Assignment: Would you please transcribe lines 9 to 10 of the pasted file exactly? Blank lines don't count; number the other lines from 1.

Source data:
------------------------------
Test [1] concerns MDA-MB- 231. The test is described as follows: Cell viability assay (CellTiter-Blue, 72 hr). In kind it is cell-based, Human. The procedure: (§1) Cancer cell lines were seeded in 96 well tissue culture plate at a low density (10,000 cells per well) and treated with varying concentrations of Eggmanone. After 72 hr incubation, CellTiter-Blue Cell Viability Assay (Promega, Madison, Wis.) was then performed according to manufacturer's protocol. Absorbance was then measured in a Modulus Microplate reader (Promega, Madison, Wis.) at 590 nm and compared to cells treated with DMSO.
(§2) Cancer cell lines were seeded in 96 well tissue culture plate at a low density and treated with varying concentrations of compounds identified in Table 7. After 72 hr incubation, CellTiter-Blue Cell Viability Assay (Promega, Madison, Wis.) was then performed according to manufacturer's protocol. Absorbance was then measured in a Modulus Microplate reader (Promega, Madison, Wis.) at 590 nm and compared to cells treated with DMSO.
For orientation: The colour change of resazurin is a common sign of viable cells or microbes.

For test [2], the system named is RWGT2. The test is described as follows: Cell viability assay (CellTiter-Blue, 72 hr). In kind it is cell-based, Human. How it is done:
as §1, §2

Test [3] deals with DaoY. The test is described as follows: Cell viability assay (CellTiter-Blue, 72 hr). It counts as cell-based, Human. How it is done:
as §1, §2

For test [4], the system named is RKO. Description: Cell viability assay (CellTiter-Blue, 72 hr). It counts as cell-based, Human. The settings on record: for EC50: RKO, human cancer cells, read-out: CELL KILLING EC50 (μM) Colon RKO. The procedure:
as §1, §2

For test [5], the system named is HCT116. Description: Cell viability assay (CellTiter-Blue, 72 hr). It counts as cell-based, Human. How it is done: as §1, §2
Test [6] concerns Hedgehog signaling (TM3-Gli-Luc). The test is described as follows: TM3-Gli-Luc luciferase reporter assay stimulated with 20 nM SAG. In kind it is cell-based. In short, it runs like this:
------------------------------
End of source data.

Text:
as §1, §2

For test [5], the system named is HCT116. Description: Cell viability assay (CellTiter-Blue, 72 hr). It counts as cell-based, Human. How it is done: as §1, §2